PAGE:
Any evaluation of a financial picture involves exploring all sources for funding. The following represent some examples of the ways in which people fund long-term healthcare.
• Personal savings: This one is obvious. The more you save, the more you have to spend on your well-being.
• Long-term Care Insurance: Long-term care insurance can be effective but often too expensive if the senior waits until an advanced age to purchase a policy. Of course, if you begin paying at an earlier age, you may spend money on a policy that is never needed. Because insurance coverage varies widely, be sure to review a policy’s coverage fully with your agent before completing the purchase. Some plans cover many items while others may include medical equipment and in-home care only.
• Medicare: Medicare is conditional coverage. If conditions exist, it may pay for certain skilled nursing or home health care. If you do not qualify, it may not pay for daily living care or other luxury items. Visit www.medicare.gov to see if you meet the eligibility conditions for coverage
• Medicaid (Missouri HealthNet): Medicaid is primarily a state program and its coverage varies greatly from state to state. Generally, eligibility is income-based with the most help being offered to those with low incomes and limited resources.
• PACE: The Programs of All-inclusive Care for the Elderly (PACE) is a benefits program designed to offer in-home care that is integrated with Medicare and Medicaid and is only available in some states, so check to see if your state has a PACE program.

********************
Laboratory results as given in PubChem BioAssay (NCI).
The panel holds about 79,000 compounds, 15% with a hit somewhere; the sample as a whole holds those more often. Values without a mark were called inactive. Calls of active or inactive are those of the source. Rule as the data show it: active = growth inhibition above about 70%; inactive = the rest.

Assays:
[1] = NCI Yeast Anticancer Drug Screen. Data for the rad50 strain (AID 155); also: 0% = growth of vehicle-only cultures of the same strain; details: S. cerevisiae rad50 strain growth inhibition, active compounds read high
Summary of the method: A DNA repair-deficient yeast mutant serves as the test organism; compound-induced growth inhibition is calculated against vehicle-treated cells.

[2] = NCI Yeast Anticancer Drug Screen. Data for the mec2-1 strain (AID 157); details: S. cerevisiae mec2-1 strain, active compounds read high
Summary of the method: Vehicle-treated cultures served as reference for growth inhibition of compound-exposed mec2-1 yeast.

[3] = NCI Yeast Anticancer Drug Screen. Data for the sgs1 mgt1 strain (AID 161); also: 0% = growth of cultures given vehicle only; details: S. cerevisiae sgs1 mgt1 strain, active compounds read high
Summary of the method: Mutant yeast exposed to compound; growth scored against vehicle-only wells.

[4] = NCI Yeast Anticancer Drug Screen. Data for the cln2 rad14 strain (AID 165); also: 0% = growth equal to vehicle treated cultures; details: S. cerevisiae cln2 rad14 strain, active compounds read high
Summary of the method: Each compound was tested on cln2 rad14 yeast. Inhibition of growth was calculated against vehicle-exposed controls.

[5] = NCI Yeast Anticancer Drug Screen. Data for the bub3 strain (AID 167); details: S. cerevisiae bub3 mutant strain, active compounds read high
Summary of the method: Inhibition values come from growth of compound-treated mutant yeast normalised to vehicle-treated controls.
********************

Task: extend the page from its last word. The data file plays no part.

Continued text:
• Veterans benefits: The Department of Veterans Affairs (VA) does offer some of its participants long-term care if they are eligible. Make sure these benefits don’t complicate your other forms of coverage like long-term care insurance, Medicare and Medicaid.
• Accelerated Death Benefits: This is a life insurance policy rider and can provide cash advances against future death benefits while the policy holder is still alive.
• Reverse Mortgages: A reverse mortgage is a type of home loan for older adults that allows an owner to remove equity from a home without selling it. These loans can sometimes seem too good to be true. Momma always said, “If it seems too good to be true, it probably is.”
Step 3: Compare the types of care facilities in your area
There are various care facilities in your area offering a variety of care and services. Not all senior adults will require a long-term care facility. Several with lesser disabilities or age-related issues utilize the assistance of less-involved services. Because there are nearly as many types of long-term care as there are types of seniors in need, you should compare the senior adult’s finances to the types of various care providers in your area. The following are just some of the most common forms of long-term care programs:
• Community service centers: Some communities have service centers that provide meal programs, games and activities and transportation services among other things. These less invasive services don’t lessen an adult’s independent nature but can supplement home health care to keep costs down.
• Home care: This one is obvious. Historically, family, friends, volunteers, and professionals came to a senior adult’s home to provide necessary services or they allow the senior adult to reside within their home in a spare bedroom or newly constructed accommodation. Remember, it wasn’t until the nineteenth century that nursing homes even existed. Americans routinely welcomed their loved ones into their homes for care and comfort. When home care is used and the senior adult remains in his or her own home, the help provided is generally limited to daily tasks such as shopping, transportation and cooking.